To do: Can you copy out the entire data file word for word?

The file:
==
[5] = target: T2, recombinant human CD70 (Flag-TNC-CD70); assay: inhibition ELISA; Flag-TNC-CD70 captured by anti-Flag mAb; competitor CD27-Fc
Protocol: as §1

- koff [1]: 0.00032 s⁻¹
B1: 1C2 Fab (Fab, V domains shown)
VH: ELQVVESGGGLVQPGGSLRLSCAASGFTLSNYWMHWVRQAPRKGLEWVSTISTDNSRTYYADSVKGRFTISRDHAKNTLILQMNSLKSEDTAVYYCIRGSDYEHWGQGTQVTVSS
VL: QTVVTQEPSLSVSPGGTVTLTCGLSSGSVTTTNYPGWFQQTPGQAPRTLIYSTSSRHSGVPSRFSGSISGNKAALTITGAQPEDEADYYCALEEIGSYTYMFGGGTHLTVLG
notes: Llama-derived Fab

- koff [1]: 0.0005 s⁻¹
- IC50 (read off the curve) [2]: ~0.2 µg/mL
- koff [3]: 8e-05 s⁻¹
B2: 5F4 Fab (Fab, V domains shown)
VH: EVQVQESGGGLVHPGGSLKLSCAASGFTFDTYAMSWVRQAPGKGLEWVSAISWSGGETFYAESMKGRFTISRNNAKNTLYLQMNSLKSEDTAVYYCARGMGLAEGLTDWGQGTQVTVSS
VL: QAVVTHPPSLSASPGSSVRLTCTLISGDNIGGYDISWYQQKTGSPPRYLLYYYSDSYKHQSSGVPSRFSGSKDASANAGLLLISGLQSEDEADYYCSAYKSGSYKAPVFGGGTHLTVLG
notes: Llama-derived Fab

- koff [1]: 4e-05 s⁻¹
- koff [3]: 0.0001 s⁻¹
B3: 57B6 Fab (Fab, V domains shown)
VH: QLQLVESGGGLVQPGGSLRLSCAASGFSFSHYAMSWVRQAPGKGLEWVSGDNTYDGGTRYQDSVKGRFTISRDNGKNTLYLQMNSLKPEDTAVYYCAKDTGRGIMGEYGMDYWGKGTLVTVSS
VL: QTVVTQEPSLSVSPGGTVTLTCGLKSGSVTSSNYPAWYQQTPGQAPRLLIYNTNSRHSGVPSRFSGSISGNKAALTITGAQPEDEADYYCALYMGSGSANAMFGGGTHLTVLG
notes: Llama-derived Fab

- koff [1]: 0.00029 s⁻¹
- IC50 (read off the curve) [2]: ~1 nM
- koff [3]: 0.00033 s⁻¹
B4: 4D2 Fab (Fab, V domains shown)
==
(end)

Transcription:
[5] = target: T2, recombinant human CD70 (Flag-TNC-CD70); assay: inhibition ELISA; Flag-TNC-CD70 captured by anti-Flag mAb; competitor CD27-Fc
Protocol: as §1

- koff [1]: 0.00032 s⁻¹
B1: 1C2 Fab (Fab, V domains shown)
VH: ELQVVESGGGLVQPGGSLRLSCAASGFTLSNYWMHWVRQAPRKGLEWVSTISTDNSRTYYADSVKGRFTISRDHAKNTLILQMNSLKSEDTAVYYCIRGSDYEHWGQGTQVTVSS
VL: QTVVTQEPSLSVSPGGTVTLTCGLSSGSVTTTNYPGWFQQTPGQAPRTLIYSTSSRHSGVPSRFSGSISGNKAALTITGAQPEDEADYYCALEEIGSYTYMFGGGTHLTVLG
notes: Llama-derived Fab

- koff [1]: 0.0005 s⁻¹
- IC50 (read off the curve) [2]: ~0.2 µg/mL
- koff [3]: 8e-05 s⁻¹
B2: 5F4 Fab (Fab, V domains shown)
VH: EVQVQESGGGLVHPGGSLKLSCAASGFTFDTYAMSWVRQAPGKGLEWVSAISWSGGETFYAESMKGRFTISRNNAKNTLYLQMNSLKSEDTAVYYCARGMGLAEGLTDWGQGTQVTVSS
VL: QAVVTHPPSLSASPGSSVRLTCTLISGDNIGGYDISWYQQKTGSPPRYLLYYYSDSYKHQSSGVPSRFSGSKDASANAGLLLISGLQSEDEADYYCSAYKSGSYKAPVFGGGTHLTVLG
notes: Llama-derived Fab

- koff [1]: 4e-05 s⁻¹
- koff [3]: 0.0001 s⁻¹
B3: 57B6 Fab (Fab, V domains shown)
VH: QLQLVESGGGLVQPGGSLRLSCAASGFSFSHYAMSWVRQAPGKGLEWVSGDNTYDGGTRYQDSVKGRFTISRDNGKNTLYLQMNSLKPEDTAVYYCAKDTGRGIMGEYGMDYWGKGTLVTVSS
VL: QTVVTQEPSLSVSPGGTVTLTCGLKSGSVTSSNYPAWYQQTPGQAPRLLIYNTNSRHSGVPSRFSGSISGNKAALTITGAQPEDEADYYCALYMGSGSANAMFGGGTHLTVLG
notes: Llama-derived Fab

- koff [1]: 0.00029 s⁻¹
- IC50 (read off the curve) [2]: ~1 nM
- koff [3]: 0.00033 s⁻¹
B4: 4D2 Fab (Fab, V domains shown)